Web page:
Wed, 23rd Oct 2019
CODE in conversation with...
No. 16 | 19 Sep
Jessica Simmons, Beef & Brew


You won’t find fillets or ribs at Beef & Brew. Instead you can expect onglets, flat irons and rumps from Jessica Simmons and Daniel Nathan’s new Kentish Town restaurant.


After operating Featherblade - a successful pop-up in The Star of Bethnal Green - the pair decided it was time to stake a permanent claim on the London restaurant scene.


CODE’s Daniel Reynolds met up with head chef Jessica Simmons at Caravan King’s Cross ahead of their opening to find out more.



Daniel Reynolds: It seems like just the other day when we met at The Star as Featherblade was coming to an end. How has it been in the intervening months. Are you all set for the opening?


Jessica Simmons: It feels like we’re finally ready, all positions have been filled and there are a final few tweaks to be made before we open.


DR: What attracted you to the industry?


JS: I suppose I was fortunate from a young age that I often found myself surrounded by good food, whether it be holidays in France or baking with my Nan. I enjoyed watching Keith Floyd and Rick Stein on TV and they were important figures to look up to. I was also incredibly lucky to meet Ruth Rogers and Rose Gray at a book signing. It incidentally led to a five-day stagé at The River Café and from then on I knew I wanted to be a chef.


DR: What was your first job in the industry?


JS: As well as the stagé at The River Café, I competed in a few Junior MasterChef competitions and as a result won a stagé at The Dorchester. To be given the opportunity to cook in such renowned institutions at the age of 15 was incredibly inspiring.


I chose A-levels over catering college and then a hospitality management degree but it wasn’t long before I found myself back in the kitchen. After a successful trial at Claridge’s, I worked at Murano under Angela Hartnett and then York & Albany.


DR: How did Beef & Brew come about?


JS: I’ve always had a huge passion for beer and found myself at London Fields Brewery where I set up the kitchen. I had the opportunity to experiment with over-carbonated beer unsuitable for sale, trying to incorporate it into recipes.


At this time I also met Dan and we had similar ideas for a restaurant. I’ve always wanted to work for myself and although Michelin training was good grounding, I wanted my own place to be relaxed with good, gutsy food.


DR: With brew in the restaurant’s name, does beer feature heavily?


JS: Exactly. Both Dan and I have a huge passion for beer We’re not trying to follow the trend, we just think there are great things going on in the UK industry right now that we want to promote.  All of our beers are UK brewed, Fourpure will be on draft and the rest will rotate to keep the offering fresh.


I’ve also managed to incorporate it into a couple of dishes – there’s a beer cheese, the short rib is cooked in porter and the salted caramel of the Brewer’s Mess is mixed with wheat beer.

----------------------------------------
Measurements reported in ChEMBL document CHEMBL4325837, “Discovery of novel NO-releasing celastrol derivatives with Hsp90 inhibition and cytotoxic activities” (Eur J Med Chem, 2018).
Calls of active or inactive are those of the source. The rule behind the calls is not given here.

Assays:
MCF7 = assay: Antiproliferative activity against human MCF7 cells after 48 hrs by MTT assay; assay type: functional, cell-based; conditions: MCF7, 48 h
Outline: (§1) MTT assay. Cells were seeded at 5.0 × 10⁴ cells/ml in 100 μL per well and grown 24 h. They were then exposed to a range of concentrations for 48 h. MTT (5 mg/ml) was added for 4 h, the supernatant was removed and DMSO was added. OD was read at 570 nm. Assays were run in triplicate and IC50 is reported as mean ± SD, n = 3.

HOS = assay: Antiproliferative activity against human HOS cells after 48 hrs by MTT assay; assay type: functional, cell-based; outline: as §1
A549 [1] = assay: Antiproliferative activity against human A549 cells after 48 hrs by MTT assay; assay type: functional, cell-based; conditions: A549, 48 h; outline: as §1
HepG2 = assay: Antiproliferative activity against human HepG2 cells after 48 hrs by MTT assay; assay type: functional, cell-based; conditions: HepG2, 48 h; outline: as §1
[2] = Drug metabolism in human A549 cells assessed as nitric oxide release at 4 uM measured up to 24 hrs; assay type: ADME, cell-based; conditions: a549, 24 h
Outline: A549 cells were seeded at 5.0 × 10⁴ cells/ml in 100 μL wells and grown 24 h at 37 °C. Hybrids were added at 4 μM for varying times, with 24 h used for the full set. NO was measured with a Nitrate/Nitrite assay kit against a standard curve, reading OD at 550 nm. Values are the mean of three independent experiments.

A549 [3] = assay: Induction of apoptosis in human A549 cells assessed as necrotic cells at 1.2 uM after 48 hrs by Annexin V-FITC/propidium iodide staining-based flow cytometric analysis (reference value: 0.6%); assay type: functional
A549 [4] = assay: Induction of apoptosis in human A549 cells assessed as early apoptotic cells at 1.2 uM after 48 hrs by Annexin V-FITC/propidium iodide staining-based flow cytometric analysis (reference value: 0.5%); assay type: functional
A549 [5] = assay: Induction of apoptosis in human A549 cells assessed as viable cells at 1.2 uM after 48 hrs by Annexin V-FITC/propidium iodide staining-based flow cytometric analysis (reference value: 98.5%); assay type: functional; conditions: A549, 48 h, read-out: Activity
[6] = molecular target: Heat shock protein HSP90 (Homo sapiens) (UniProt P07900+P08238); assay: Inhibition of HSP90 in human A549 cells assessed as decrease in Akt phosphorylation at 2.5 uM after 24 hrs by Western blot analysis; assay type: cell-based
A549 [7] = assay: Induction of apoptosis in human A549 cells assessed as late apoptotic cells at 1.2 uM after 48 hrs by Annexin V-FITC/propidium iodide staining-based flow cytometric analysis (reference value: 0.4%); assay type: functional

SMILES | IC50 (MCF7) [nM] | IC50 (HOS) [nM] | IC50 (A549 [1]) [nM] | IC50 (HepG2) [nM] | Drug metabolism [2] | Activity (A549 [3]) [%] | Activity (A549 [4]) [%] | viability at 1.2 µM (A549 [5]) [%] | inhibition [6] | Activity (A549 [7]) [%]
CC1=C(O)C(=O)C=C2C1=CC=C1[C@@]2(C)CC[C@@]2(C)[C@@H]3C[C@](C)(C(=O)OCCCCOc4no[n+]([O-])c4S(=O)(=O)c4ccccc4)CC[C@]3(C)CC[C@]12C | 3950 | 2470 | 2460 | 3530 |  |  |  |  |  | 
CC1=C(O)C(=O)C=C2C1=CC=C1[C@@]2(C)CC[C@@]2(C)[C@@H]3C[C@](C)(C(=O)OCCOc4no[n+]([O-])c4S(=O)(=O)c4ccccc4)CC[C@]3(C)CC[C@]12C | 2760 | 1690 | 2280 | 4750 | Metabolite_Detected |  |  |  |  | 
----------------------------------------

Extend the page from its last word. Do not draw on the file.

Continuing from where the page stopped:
DR: Do you think there are obstacles to entering the industry nowadays?


JS: I can only talk from personal experience - I was incredibly lucky to meet my idols at a young age who gave me the opportunity to work in the kitchen. Being exposed to kitchens of that quality was incredibly inspirational and invaluable first hand experience.


I think there’s been a lot of positive change in the industry to remove the bullying aspect – open kitchens have greatly contributed to this but obviously there is still some way to go in improving overall working conditions.


DR: Much is being said of the industry’s current recruitment woes, especially where chefs are concerned. What’s your take on the situation?


JS: I wish I had the solution! I spent a year in Melbourne at two different restaurants and when the year was up they tried their best to make me stay. Flights home to visit my family, sponsorship and also a vintage Vespa thrown in!


I think salary is obviously an issue preventing people entering the industry or even leaving it. I have a few friends who have moved to contract catering, reasons being better pay and more sociable hours.


Although it’s tough as a new restaurant we acknowledge we have to offer competitive wages and be considerate with hours and days off. If you’re going to be successful, you need a happy workforce.


DR: On the odd chance you’re not in the kitchen, where do you eat?


JS: Normally I stay north so Caravan is a big favourite, or Sodo Pizza and The Plough in Clapton. If it’s an occasion and someone else is paying then The River Café or Dinner by Heston.


DR: What’s the future for Beef & Brew?


JS: Although we would like to open a second restaurant down the line, our main focus is perfecting what we have in Kentish Town and we would never be a high street chain.



Beef & Brew will open on 24 September.


Beef & Brew

323 Kentish Town Road




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